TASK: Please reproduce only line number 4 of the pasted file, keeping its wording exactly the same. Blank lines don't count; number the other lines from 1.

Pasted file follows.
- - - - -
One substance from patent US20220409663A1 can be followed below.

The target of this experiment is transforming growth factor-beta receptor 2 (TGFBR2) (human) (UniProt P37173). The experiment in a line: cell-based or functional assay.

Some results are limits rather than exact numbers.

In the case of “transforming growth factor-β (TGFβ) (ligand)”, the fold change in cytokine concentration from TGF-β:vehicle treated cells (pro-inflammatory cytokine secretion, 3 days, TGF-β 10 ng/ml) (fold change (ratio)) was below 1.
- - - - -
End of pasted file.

In the case of “transforming growth factor-β (TGFβ) (ligand)”, the fold change in cytokine concentration from TGF-β:vehicle treated cells (pro-inflammatory cytokine secretion, 3 days, TGF-β 10 ng/ml) (fold change (ratio)) was below 1.